Saturday, April 15, 2017
Back in IPL fray: BCCI set to welcome back Chennai, Rajasthan
Having taken a call on how to go about with the media rights auction post the ongoing edition of the IPL, the BCCI is now gearing up to welcome two of its oldest franchises - Chennai Super Kings and Rajasthan Royals - on the very day that it releases the 'Invitation To Tender (ITT)' for the above mentioned rights.
A day after the TOI report on BCCI's decision to bring down the media rights period for broadcast bids from 10 years to five, it came to light that the Board is looking to also mark the occasion to articulate the return of two of its original eight franchises. Two-time IPL winners Chennai Super Kings and 2008 champions Rajasthan Royals were suspended from the IPL for two seasons - 2016 & 2017 - by the Supreme Court following the spot-fixing scandal that erupted in 2013.
CSK are learnt to be making grand plans for their return and are in the middle of finalizing events themed around the franchise's massive fan base. An official in the know of things said: MS Dhoni, the former skipper at Rising Pune Supergiant, who "seems to have become an unnecessary talking point for all the wrong reasons other than cricket," will go back to the Super Kings - a team that he had been associated successfully for eight long years - immediately after the end of the 2017 edition.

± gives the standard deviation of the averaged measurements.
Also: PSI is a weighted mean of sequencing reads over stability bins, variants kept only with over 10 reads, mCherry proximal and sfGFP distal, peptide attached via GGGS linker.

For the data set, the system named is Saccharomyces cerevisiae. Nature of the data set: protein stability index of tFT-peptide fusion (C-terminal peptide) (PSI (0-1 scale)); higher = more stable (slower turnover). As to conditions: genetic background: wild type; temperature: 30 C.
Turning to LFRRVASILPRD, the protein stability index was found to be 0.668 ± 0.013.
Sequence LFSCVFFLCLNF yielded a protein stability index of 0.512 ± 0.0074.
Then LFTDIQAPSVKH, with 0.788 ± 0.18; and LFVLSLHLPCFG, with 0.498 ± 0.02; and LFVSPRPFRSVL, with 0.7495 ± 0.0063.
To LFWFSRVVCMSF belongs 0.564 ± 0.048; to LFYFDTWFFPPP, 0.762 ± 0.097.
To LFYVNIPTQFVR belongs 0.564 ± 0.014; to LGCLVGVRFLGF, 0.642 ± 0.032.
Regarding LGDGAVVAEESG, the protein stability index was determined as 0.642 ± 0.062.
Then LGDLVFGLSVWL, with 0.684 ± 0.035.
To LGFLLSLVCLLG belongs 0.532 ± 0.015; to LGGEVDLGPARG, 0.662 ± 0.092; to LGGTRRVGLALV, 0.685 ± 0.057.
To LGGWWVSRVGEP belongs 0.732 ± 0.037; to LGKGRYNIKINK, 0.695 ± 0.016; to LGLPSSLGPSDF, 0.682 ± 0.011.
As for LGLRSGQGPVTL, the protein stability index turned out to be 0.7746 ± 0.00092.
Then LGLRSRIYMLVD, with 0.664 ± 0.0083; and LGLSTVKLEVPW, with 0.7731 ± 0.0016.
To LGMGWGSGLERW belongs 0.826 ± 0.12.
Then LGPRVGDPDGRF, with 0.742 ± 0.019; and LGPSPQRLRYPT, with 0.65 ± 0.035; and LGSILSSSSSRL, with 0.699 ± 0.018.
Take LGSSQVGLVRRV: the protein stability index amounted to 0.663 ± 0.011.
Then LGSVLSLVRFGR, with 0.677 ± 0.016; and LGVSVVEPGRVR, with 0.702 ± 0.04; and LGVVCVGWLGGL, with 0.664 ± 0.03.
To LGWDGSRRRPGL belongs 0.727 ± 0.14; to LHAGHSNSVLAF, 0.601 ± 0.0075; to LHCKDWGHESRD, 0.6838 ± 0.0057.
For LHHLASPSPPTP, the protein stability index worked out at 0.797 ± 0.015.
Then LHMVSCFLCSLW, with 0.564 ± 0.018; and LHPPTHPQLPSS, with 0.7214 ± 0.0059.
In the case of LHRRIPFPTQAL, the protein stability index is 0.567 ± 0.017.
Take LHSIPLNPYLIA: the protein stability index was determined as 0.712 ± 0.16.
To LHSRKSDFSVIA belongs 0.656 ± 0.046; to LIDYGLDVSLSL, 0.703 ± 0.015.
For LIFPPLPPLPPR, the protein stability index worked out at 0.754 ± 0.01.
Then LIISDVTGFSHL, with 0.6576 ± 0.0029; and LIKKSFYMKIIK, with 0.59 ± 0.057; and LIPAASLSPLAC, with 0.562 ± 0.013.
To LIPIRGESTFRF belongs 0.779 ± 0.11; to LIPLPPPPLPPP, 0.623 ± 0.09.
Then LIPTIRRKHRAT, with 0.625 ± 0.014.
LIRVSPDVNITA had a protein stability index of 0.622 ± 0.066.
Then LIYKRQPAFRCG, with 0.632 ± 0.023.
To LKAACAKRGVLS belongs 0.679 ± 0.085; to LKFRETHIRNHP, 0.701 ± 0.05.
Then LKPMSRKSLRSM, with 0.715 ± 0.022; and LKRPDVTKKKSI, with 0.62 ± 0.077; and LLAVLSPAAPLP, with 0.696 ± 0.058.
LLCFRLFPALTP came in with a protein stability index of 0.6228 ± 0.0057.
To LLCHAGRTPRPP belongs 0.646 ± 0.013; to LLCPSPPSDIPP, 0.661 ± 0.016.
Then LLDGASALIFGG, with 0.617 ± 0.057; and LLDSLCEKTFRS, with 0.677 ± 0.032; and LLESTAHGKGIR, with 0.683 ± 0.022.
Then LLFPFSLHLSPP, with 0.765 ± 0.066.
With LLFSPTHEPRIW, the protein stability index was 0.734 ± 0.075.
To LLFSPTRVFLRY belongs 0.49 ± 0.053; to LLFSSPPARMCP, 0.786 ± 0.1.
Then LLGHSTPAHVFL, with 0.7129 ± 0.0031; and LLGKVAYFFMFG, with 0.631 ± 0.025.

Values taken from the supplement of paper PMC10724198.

The Royals, meanwhile, are in talks with a leading corporate - that already has interests in the IPL as of now - for a possible stake sale and could return to the tournament from the 2018 edition onwards with a new (co) owner.
The corporate is looking to extend its stay in the IPL, a tournament that has caught its chairman's fancy, and is therefore happily engaging itself in all possible discussions right now.
Royals too have been looking to bring in new investors in the franchises - either as a co-owner or even toy with the idea of selling the team - for a while now. For this purpose, the franchise even began working its way towards clearing up a lot of its internal concerns like buying back co-owner Suresh Chellaram's 49% share in the ownership structure to douse past controversies. Chellaram, for the record, happens to be former IPL commissioner Lalit Modi's cobrother-in-law.
The IPL could well head into 2018 on a completely fresh note, especially in the present circumstances with the SC-appointed Committee of Administrators overseeing the day-today affairs in Indian cricket.
A leading franchise from the north is in final round of talks with a corporate that has major interests in the sports industry down south. "Talks have been going on for a while and due-diligence is on at the moment. If everything goes through smoothly, both parties will approach the BCCI for a final ratification and go ahead with the deal," a source in the know of things said.
The franchise from north has been on the blocks for sale for a while now while the corporate from south has been desperate to pick an IPL team. Their efforts to buy out Royal Challengers Bangalore a couple of years ago did not materialize when current owners Diageo - who took over the team from its past owner Vijay Mallya - decided to continue their stint in the tournament.
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